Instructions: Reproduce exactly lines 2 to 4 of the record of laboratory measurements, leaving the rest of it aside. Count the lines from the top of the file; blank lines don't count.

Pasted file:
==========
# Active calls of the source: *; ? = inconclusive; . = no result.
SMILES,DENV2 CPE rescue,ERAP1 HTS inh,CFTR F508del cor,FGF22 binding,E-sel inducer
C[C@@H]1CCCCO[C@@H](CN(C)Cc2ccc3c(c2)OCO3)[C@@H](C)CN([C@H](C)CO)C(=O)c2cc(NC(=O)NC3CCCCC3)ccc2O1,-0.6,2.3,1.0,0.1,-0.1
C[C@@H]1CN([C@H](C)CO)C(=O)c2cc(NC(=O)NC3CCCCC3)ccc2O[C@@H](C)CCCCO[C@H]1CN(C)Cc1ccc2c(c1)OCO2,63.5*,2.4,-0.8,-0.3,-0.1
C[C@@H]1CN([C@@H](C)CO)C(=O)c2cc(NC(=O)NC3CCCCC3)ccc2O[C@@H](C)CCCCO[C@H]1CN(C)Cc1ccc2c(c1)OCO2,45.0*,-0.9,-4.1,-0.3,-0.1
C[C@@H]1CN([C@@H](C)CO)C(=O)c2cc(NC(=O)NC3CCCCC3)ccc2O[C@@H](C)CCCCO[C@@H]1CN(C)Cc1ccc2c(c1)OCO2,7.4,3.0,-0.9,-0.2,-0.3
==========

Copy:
SMILES,DENV2 CPE rescue,ERAP1 HTS inh,CFTR F508del cor,FGF22 binding,E-sel inducer
C[C@@H]1CCCCO[C@@H](CN(C)Cc2ccc3c(c2)OCO3)[C@@H](C)CN([C@H](C)CO)C(=O)c2cc(NC(=O)NC3CCCCC3)ccc2O1,-0.6,2.3,1.0,0.1,-0.1
C[C@@H]1CN([C@H](C)CO)C(=O)c2cc(NC(=O)NC3CCCCC3)ccc2O[C@@H](C)CCCCO[C@H]1CN(C)Cc1ccc2c(c1)OCO2,63.5*,2.4,-0.8,-0.3,-0.1